• Object-Oriented Methods
  • Main Kernel Tasks
  • User-Space and Kernel-Space
  • Kernel Mode Linux **

Kernel Programming Preview

  • Error Numbers and Getting Kernel Output
  • Task Structure
  • Memory Allocation
  • Transferring Data between User and Kernel Spaces
  • Linked Lists
  • String to Number Conversions
  • Jiffies
  • Labs


  • What are Modules?
  • A Trivial Example
  • Compiling Modules
  • Modules vs Built-in
  • Module Utilities
  • Automatic Loading/Unloading of Modules
  • Module Usage Count
  • The module struct
  • Module Licensing
  • Exporting Symbols
  • Resolving Symbols **
  • Labs

Kernel Architecture II

  • Processes, Threads, and Tasks
  • Process Context
  • Kernel Preemption
  • Real Time Preemption Patch
  • Dynamic Kernel Patching
  • Run-time Alternatives **
  • Porting to a New Platform **
  • Labs

Kernel Initialization

  • Overview of System Initialization
  • System Boot
  • Das U-Boot for Embedded Systems**

Kernel Configuration and Compilation

  • Installation and Layout of the Kernel Source
  • Kernel Browsers
  • Kernel Configuration Files
  • Kernel Building and Makefiles
  • initrd and initramfs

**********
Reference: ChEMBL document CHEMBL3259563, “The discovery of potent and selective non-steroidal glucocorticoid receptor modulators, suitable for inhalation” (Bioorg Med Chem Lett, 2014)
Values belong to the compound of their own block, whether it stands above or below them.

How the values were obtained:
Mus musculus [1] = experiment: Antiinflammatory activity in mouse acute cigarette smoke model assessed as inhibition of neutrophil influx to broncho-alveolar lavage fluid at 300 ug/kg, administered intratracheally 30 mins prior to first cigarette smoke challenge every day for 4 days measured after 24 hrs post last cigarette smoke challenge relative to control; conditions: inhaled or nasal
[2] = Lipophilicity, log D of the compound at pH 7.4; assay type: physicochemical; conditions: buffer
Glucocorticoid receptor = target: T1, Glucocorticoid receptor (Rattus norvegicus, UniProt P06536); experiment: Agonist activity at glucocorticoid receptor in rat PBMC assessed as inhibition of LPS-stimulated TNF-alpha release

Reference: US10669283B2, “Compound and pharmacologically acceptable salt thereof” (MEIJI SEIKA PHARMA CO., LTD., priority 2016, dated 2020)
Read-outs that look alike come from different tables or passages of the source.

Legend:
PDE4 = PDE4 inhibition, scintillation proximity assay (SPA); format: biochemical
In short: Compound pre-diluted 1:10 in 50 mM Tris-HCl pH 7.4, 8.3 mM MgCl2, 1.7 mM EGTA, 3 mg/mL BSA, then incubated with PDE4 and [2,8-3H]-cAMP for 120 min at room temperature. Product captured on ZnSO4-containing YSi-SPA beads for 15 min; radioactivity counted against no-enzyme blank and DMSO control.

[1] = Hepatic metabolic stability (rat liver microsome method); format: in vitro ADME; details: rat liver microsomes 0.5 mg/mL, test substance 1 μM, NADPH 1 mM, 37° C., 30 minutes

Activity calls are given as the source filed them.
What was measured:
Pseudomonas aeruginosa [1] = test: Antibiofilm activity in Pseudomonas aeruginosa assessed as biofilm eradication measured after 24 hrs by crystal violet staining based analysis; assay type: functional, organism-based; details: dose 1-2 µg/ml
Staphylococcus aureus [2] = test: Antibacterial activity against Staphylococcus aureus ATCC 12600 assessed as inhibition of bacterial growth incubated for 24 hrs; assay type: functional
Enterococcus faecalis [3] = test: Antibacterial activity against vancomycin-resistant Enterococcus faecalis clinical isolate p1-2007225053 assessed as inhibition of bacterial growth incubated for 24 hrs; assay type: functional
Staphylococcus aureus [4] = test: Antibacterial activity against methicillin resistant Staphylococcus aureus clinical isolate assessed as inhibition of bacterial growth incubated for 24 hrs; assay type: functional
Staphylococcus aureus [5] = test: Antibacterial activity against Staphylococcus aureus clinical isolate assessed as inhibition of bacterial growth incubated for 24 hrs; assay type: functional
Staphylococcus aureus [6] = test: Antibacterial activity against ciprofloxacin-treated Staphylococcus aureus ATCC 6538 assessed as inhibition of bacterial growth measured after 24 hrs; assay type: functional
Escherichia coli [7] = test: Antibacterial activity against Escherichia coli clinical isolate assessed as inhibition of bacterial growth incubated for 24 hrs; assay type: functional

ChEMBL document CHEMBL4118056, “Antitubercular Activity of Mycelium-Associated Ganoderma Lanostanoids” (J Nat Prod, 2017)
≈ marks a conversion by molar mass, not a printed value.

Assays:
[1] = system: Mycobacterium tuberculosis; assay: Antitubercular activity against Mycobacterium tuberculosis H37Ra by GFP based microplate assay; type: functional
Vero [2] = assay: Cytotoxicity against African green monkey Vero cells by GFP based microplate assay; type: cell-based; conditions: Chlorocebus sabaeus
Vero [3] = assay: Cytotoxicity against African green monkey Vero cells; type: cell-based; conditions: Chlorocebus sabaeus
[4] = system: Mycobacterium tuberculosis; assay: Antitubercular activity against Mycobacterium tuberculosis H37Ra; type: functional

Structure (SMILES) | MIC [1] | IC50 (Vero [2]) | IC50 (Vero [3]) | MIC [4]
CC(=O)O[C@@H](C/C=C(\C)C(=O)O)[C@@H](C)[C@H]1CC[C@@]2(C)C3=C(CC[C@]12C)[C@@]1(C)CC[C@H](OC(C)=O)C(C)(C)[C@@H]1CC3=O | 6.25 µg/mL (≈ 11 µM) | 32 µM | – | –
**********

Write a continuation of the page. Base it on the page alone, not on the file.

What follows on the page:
• Labs

System Calls

  • What are System Calls?
  • Available System Calls
  • How System Calls are Implemented
  • Adding a New System Call
  • Labs

Kernel Style and General Considerations

  • Coding Style
  • kernel-doc **
  • Using Generic Kernel Routines and Methods
  • Making a Kernel Patch
  • sparse
  • Using likely() and unlikely()
  • Writing Portable Code, CPU, 32/64-bit, Endianness
  • Writing for SMP
  • Writing for High Memory Systems
  • Power Management
  • Keeping Security in Mind
  • Mixing User- and Kernel-Space Headers **
  • Labs

Race Conditions and Synchronization Methods

  • Concurrency and Synchronization Methods
  • Atomic Operations
  • Bit Operations
  • Spinlocks
  • Seqlocks
  • Disabling Preemption
  • Mutexes
  • Semaphores
  • Completion Functions
  • Read-Copy-Update (RCU)
  • Reference Counts
  • Labs

SMP and Threads

  • SMP Kernels and Modules
  • Processor Affinity
  • SMP Algorithms – Scheduling, Locking, etc.
  • Per-CPU Variables **
  • Labs


  • What are Processes?
  • TWhat are Processes?
  • The task_struct
  • Creating User Processes and Threads
  • Creating Kernel Threads
  • Destroying Processes and Threads